Eventually, when a new Robin needed to come along, in this case Bruce's son Damian, he was a very different character than Tim. While Tim was an everyman sort of sidekick, Damian was completely unique and uncommon: while Tim was a fanboy, Damian had been trained since birth to be a deadly assassin. And when the time came for Tim to take up his new identity as Red Robin, the first storyline in his series reaffirmed his status as the number one Batman fan: he was the only one who believed that Bruce Wayne had not died in battle with Darkseid in Final Crisis, and he went out to find him. There's a wonderful meta-commentary there about how the hero who started out as a fan would be the one who would persevere through apparent death to believe wholeheartedly that the hero he idolized would still be alive.
But with the introduction of Damian, Tim was a little at ends as a character. Dick Grayson was able to take up the Nightwing identity when Jason Todd came along and became Robin, but Tim had a second hand new identity; Red Robin was Dick Grayson from an alternate future, whose identity had been briefly co-opted by Jason Todd before Tim took it. His last ongoing series, the Red Robin ongoing, was cut short by the New 52 reboot of DC Comics, with Tim in a very dark place. And I was hopeful that the reboot would give Tim a fresh start and make him the fun, young hero he was at his beginning.
Alas, this was not to be. The Tim Drake of the Teen Titans series from the New 52 bore only a passing resemblance to his previous incarnation. He had never been Robin and wasn't even really named Tim Drake; that was a name he took when he came to work with Batman. He was suddenly a gymnastic savant, and had a tragic backstory, where his own carelessness had forced his parents into witness protection. And mostly, he no longer had any real emotional ties to Batman and Nightwing. Batman had been a foster father to him, and Nightwing the coolest big brother you could imagine pre-New 52. Now, Tim kept them at arms length and always had, and while he was part of their family, he wasn't close with them. He did suddenly become close friends with Jason Todd, Red Hood, who had repeatedly tried to kill Tim in the old continuity, which did more to help further Jason's redemption than did anything for Tim as a character. And the greatest of indignities: while Time did still figure out Batman's identity, so did Dick Grayson, using pretty much the same methodology Tim did in the old continuity, taking away yet another thing that made Tim unique.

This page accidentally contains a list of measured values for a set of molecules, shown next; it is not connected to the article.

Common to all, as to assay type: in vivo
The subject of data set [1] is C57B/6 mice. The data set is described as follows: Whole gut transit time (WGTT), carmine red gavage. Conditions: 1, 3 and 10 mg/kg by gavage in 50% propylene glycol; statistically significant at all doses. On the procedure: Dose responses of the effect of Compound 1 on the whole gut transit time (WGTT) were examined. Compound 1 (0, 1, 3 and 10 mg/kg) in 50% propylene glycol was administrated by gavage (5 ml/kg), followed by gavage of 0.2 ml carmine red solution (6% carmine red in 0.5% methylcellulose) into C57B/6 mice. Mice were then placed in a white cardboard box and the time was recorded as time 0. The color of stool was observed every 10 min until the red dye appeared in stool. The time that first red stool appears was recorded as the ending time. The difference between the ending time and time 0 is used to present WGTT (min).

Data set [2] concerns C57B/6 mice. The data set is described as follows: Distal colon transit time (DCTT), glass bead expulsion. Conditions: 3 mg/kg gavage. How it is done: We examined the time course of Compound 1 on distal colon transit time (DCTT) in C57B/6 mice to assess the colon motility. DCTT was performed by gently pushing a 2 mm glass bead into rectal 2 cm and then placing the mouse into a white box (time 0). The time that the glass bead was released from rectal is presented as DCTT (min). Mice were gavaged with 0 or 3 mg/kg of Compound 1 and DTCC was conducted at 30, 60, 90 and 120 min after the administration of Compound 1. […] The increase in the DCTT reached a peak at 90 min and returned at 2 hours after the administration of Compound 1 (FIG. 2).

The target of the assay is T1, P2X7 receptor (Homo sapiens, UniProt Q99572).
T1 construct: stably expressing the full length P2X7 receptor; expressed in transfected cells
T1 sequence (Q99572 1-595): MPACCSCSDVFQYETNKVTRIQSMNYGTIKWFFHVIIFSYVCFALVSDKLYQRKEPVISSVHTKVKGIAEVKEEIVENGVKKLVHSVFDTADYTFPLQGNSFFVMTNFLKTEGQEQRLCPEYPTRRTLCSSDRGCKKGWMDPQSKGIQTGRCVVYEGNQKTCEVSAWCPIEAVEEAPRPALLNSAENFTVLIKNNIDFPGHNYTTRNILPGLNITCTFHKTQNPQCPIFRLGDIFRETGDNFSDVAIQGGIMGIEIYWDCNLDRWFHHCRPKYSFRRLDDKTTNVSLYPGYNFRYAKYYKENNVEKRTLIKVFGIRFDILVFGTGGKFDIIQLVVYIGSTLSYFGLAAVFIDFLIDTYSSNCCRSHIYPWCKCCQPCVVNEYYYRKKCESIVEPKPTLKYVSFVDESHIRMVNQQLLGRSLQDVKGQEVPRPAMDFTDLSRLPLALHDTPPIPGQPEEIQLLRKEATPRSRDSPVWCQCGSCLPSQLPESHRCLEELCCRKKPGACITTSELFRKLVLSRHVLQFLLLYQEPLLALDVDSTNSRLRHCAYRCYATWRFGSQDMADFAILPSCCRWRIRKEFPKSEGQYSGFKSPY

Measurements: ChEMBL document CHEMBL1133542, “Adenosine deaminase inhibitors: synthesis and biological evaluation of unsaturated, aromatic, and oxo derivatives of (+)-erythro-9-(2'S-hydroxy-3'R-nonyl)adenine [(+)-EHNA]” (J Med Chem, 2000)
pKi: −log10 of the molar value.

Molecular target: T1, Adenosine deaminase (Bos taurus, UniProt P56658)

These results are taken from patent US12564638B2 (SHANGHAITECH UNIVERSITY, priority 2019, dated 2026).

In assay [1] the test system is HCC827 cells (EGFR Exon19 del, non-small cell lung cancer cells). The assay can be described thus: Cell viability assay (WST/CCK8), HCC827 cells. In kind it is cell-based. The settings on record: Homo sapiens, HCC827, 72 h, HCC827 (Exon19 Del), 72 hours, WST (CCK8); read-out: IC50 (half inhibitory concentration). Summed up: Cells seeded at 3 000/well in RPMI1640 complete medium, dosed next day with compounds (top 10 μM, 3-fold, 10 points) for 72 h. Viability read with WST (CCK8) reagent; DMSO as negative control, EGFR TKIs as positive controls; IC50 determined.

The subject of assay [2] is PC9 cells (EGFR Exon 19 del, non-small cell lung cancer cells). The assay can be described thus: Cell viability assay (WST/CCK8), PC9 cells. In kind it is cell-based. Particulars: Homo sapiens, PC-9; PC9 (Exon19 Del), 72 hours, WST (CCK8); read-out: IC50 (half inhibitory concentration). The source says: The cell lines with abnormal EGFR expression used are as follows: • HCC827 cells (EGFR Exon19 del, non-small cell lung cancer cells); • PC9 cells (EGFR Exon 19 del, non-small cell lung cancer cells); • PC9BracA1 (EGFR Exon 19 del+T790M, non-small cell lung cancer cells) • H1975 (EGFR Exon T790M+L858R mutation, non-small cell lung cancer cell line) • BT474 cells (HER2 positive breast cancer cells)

I don't necessarily lay all of this on the heads of the creators of those titles. Tim has been a historically difficult character to handle when taken out of his specific point of introduction. The Tim Drake in Batman: The Animated Series is much more Jason Todd than Tim Drake, as he has Jason's origin and doesn't have Tim's intellect; he basically has Tim's good nature grafted on to Jason to make him less of a jerk. The Tim in the Batman: Arkham games is a little better, but is still more of a roughneck than Tim is. Young Justice got it closest to right; while it gave Tim's hacker skills to Dick Grayson initially, when Tim himself appeared, he was the quiet, smart member of the younger generation of heroes.
So where did that leave Tim? Well, in the past year and change, thing have gotten better for him. Batman and Robin Eternal, the weekly Batman mini-series that focused on the various Robins and other Bat family members working together in a globetrotting adventure during the brief period of time where Bruce had no memory of being Batman, did a great job of re-establishing Tim's relationship with the other member of Batman's family, and the arc of Detective Comics that wrapped this week played on all of Tim's best traits: his intellect, how well he works with others, and how much he cares about people. It got everything right, and made Tim feel like Tim again, and that Tim is a character that readers will keep hoping to see more of.